In honor of the 30th anniversary of the legislation of Basic Law: Human Dignity and Liberty, a special discussion was held in the Knesset’s Constitution, Law and Justice Committee. Zulat was invited to the discussion and submitted a position paper on the issue.
The paper states that this law, which was ratified by the Knesset on 17 March 1992, is one of the most important in Israel’s law book. However, 30 years later it is clear that alongside its many strengths, the law contains weaknesses that need to be amended. It is Zulat’s opinion that additional civil and human rights excluded from the short list of rights specified in it should be enshrined through the enactment of separate basic laws.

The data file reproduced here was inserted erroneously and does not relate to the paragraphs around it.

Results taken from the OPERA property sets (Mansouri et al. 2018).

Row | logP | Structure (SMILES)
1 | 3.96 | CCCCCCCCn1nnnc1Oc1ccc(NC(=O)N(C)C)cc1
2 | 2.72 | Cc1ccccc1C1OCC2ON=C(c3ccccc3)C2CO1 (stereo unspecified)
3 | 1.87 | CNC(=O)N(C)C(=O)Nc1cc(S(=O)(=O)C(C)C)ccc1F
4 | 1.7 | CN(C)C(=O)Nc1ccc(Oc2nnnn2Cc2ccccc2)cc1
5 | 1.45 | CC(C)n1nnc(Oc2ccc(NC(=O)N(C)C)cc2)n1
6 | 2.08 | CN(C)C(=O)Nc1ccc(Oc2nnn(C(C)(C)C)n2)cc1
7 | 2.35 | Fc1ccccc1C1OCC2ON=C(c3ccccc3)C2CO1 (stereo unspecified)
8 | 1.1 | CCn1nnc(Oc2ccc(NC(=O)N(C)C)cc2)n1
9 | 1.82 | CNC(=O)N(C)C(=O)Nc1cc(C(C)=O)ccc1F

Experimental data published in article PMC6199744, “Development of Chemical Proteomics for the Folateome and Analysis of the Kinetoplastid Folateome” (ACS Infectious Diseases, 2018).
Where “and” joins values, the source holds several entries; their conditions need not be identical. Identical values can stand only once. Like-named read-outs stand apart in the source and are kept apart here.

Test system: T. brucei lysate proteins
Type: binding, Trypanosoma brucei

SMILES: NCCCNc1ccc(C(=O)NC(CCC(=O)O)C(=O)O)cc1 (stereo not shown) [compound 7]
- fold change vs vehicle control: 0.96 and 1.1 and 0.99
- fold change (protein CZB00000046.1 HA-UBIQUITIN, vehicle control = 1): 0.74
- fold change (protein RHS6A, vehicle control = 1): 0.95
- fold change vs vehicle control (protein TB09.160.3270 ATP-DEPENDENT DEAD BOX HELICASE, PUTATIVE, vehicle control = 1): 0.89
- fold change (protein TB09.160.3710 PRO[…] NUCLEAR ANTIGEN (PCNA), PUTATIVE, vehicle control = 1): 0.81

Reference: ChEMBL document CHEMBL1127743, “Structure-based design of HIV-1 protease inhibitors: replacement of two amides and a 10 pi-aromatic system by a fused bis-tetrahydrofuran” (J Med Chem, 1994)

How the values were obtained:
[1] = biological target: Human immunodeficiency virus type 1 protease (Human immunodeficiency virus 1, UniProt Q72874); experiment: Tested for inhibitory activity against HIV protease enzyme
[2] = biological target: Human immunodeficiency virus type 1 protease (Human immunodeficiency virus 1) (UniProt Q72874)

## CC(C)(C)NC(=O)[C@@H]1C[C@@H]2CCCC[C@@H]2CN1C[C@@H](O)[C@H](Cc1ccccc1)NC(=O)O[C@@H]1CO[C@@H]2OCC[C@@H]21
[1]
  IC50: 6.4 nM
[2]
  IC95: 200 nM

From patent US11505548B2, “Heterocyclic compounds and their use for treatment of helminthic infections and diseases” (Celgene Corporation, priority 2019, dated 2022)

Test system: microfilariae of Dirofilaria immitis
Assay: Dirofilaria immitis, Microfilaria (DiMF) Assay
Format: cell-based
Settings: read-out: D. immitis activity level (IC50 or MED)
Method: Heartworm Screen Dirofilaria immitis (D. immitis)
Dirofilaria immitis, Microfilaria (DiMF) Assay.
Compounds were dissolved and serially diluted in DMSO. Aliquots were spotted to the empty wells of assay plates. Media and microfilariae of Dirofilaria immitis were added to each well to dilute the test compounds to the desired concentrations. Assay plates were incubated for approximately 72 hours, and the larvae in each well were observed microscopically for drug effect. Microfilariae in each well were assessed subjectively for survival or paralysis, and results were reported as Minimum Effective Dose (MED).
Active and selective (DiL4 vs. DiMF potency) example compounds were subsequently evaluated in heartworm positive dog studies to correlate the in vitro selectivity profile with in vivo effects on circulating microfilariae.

Especially urgent is the legislation of individual basic laws recognizing the right to equality, to freedom of religion and conscience, and to freedom of expression. There is also dire need for a separate basic law on legal review of ordinary and basic laws, which would allay the political and public criticism against the Supreme Court.
Zulat believes that all new basic laws should be ratified by a two-thirds majority, and that Basic Law: Human Dignity and Liberty should be amended to include a rigidity clause in order to increase its stability and public standing.